Friday, June 28, 2013

Travelling back in time in Vietnam

We’ve been in Vietnam for a week now and made it about ⅔ of the way down its long coastline. Travelling through Vietnam is a relatively linear process. There is one train line that runs along the coast from Hanoi to Ho Chi Minh City (more commonly known as Saigon) with only a few minor spurs going off of it. Our trip so far hasn’t deviated much more than 10 miles from this main line. This is great for seeing the full extent of Vietnam from north to south - you don’t have to neglect any areas of the country and Vietnam makes for a perfect land bridge from China to the rest of southeast Asia, or vice-versa. The down-side to the simplicity of navigating Vietnam’s transportation corridor is that you have to share it with everyone else. Because there is only one significant rail-line linking all of the major cities, any movement between those cities relies on that one line. It’s been pretty difficult to get tickets for some of the legs of our journey. For example, I’m writing this post from a seat on an overnight train instead of a bed on an overnight train because they were all booked up. Not ideal for a good night’s rest, but we’ll deal.

Our strategy for visiting Vietnam was to spend a day or two in the bookend cities of Hanoi and Saigon to see Vietnam urban life (and because they are nearly impossible to avoid when travelling through Vietnam) but spend the bulk of our time somewhere in the middle of the country - preferably in a smaller, quieter seaside town. We found that exact match in Quy Nhon, a mid-size port town located about ⅔ of the way down the coast between the larger cities of Danang and Nha Trang. A lot of Vietnamese from the cities vacation in Quy Nhon and it has a very bustling port that we visited Thursday morning - I’ll tell that story in a bit.

In a lot of ways, Quy Nhon is the perfect city. It has the kind of topography that you’d expect to see in a Sim City game. A stretch of land about 2 miles wide nestled between the ocean to the east and mountains to the west. There’s an excellent natural harbor just north of town that extends into a sizable bay - almost like San Francisco’s layout, actually, just on a smaller scale.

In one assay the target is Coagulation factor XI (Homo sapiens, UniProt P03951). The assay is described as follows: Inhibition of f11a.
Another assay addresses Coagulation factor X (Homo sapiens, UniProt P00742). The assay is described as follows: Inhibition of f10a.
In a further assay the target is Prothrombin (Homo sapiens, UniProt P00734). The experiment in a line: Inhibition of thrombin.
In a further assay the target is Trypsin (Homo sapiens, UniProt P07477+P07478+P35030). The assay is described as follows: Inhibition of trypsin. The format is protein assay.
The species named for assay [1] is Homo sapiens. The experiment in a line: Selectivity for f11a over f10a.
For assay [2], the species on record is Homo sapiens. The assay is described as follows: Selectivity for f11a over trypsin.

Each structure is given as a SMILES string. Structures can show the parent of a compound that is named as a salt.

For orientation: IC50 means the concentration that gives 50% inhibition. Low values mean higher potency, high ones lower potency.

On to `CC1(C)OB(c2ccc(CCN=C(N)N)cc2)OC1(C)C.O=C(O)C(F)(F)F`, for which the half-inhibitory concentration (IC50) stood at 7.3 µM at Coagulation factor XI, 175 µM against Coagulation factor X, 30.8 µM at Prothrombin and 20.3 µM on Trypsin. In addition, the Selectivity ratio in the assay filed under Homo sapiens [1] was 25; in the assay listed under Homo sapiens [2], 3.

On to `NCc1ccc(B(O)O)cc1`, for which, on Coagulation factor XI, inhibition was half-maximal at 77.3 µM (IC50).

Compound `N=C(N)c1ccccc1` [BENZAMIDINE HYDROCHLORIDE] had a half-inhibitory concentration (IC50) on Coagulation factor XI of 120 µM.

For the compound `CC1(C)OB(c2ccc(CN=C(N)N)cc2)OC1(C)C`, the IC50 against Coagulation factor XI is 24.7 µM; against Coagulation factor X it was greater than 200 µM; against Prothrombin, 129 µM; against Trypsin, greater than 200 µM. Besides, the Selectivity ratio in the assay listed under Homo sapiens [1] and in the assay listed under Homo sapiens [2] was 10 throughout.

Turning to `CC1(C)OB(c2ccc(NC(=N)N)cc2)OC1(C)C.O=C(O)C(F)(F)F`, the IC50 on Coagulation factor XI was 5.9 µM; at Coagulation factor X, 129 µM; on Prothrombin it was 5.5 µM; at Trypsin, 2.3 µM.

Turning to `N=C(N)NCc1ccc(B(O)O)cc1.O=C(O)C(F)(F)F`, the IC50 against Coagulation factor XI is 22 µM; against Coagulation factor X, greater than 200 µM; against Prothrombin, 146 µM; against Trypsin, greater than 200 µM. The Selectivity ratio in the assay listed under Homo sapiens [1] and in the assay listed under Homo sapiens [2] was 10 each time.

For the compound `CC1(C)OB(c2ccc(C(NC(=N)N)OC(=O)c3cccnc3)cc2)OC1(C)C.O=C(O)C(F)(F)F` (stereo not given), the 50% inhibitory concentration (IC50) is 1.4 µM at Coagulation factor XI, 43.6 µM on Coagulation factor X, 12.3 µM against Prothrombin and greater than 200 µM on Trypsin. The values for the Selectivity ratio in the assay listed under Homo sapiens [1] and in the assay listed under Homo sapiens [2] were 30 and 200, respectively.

Our first day there, we rented scooters and headed south along the coast line hugging the mountains for what made a beautiful ride. Every once in awhile we’d turn off downhill towards the beach and ride through a little coastal village and find a deserted beach or, in one case, an elephant standing on the side of the road eating needles out of a pine tree. It’s amazing what you find once you get off of the trains and buses and start exploring little nooks and crannies on your own.

We approached the second day a bit different. Realizing that the beaches were deserted because it was way too hot and the sun was way too direct to be enjoyable, we got started at 6am instead of 8am. Still, as we were leaving the hotel, Vietnamese families were finishing up their morning swim and heading back to the hotel. It gets really hot here really fast. We were up at the port by 6:30am and the shade was already quickly disappearing. We had decided to call it a morning by 11am and exile ourselves to shade for the entire afternoon.

Walking into the port in Quy Nhon was what I imagine it was like to walk into a port 200 years ago. Wooden fishing boats were all crowded around the docks unloading baskets full of fish that were carried off on bicycles or by hand to a covered area 30 feet from the water. There, the fish were cleaned and either set out to dry on reed mats behind the covered area or packed in ice and loaded into trucks. I suppose that last step put us more squarely in the present. There were plenty of wholesale buyers carrying off baskets by hand though, so it wasn’t hard to imagine you were in the 19th century. I think that in a lot of ways, travelling in developing countries is like going back in time. Fishing ports in the west are so mechanized, huge and disjointed that it’s hard to see the whole process - nevermind the fact that a visitor to a western port would unlikely get to just wander around at his leisure among the melee like we did in Quy Nhon.

Despite the chaos, rotting fish smell and a glaring sun before 7am, we were able to see the whole process very neatly and transparently; the way it would be laid out in one of those illustrated encyclopedias of “how things work”. On the other side of that, of course, is that even I, a lay mariner at best, could see obvious ways to improve the port facilities. How about enclosing the fish processing center and refrigerating it to reduce the need to truck ice in on a daily basis? Or even better than that, make the ice on the premises instead of driving it across town? The crudeness of the operation was beneficial to us, but I’m sure the port operators aren’t striving for quaintness. Who knows what the place will look like in 20 years - or if it will even exist - as capital investments improve and complicate the port. That’s why you have to see it now and then compare it to the future when it comes. Actually, I read later that Quy Nhon had been a significant port since the 2nd century AD, so chances are it’ll survive the next 20 years.